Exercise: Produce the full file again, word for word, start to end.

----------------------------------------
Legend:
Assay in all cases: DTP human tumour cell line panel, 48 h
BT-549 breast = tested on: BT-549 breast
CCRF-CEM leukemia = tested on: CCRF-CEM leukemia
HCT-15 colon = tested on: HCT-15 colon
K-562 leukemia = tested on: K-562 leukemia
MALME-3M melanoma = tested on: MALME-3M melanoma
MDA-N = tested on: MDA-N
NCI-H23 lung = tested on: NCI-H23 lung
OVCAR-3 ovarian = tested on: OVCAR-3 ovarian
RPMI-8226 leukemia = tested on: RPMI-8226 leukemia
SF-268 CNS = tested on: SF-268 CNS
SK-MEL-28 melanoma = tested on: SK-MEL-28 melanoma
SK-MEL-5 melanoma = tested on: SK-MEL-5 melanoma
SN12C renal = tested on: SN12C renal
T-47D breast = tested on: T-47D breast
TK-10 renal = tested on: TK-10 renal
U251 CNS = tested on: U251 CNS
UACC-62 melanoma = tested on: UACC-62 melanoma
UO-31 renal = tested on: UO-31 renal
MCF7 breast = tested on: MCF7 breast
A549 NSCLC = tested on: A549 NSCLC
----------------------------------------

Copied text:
Legend:
Assay in all cases: DTP human tumour cell line panel, 48 h
BT-549 breast = tested on: BT-549 breast
CCRF-CEM leukemia = tested on: CCRF-CEM leukemia
HCT-15 colon = tested on: HCT-15 colon
K-562 leukemia = tested on: K-562 leukemia
MALME-3M melanoma = tested on: MALME-3M melanoma
MDA-N = tested on: MDA-N
NCI-H23 lung = tested on: NCI-H23 lung
OVCAR-3 ovarian = tested on: OVCAR-3 ovarian
RPMI-8226 leukemia = tested on: RPMI-8226 leukemia
SF-268 CNS = tested on: SF-268 CNS
SK-MEL-28 melanoma = tested on: SK-MEL-28 melanoma
SK-MEL-5 melanoma = tested on: SK-MEL-5 melanoma
SN12C renal = tested on: SN12C renal
T-47D breast = tested on: T-47D breast
TK-10 renal = tested on: TK-10 renal
U251 CNS = tested on: U251 CNS
UACC-62 melanoma = tested on: UACC-62 melanoma
UO-31 renal = tested on: UO-31 renal
MCF7 breast = tested on: MCF7 breast
A549 NSCLC = tested on: A549 NSCLC